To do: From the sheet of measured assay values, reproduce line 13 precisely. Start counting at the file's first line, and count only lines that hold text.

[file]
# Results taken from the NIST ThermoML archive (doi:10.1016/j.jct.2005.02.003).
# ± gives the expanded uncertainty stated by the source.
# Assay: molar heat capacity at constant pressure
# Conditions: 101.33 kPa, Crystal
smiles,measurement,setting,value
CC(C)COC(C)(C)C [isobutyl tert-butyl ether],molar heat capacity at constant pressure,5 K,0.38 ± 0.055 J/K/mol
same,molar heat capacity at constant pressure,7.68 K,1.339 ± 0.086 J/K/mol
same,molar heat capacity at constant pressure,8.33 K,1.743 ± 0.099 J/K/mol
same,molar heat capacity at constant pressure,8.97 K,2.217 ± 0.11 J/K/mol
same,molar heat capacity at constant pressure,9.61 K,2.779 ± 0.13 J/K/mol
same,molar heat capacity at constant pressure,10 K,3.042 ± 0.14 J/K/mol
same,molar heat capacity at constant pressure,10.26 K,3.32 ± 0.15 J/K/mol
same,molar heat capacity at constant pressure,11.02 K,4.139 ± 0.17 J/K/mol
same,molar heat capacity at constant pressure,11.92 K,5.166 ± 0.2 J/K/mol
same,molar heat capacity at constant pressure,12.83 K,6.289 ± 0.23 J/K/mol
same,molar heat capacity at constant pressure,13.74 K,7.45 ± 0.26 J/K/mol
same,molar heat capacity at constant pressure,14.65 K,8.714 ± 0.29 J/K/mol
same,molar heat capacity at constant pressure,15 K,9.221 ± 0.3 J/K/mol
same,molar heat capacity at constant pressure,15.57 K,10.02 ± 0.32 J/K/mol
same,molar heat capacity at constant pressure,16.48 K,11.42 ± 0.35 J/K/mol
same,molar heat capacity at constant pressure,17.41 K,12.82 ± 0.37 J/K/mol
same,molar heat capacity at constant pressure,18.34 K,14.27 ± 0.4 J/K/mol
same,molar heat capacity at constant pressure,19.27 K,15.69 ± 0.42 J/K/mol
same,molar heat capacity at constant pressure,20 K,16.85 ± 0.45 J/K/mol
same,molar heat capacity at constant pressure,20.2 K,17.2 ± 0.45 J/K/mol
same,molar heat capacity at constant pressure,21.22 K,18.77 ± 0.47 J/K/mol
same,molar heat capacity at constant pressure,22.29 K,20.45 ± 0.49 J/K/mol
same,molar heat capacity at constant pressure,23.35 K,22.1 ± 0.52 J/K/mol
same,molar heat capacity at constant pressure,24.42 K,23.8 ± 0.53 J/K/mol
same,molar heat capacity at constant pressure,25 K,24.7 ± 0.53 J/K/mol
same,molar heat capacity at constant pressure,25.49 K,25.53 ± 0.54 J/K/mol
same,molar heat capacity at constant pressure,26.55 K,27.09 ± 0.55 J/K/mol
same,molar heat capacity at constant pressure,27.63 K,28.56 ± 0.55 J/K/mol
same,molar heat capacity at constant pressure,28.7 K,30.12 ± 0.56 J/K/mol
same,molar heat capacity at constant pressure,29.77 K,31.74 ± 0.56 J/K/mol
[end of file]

same,molar heat capacity at constant pressure,11.02 K,4.139 ± 0.17 J/K/mol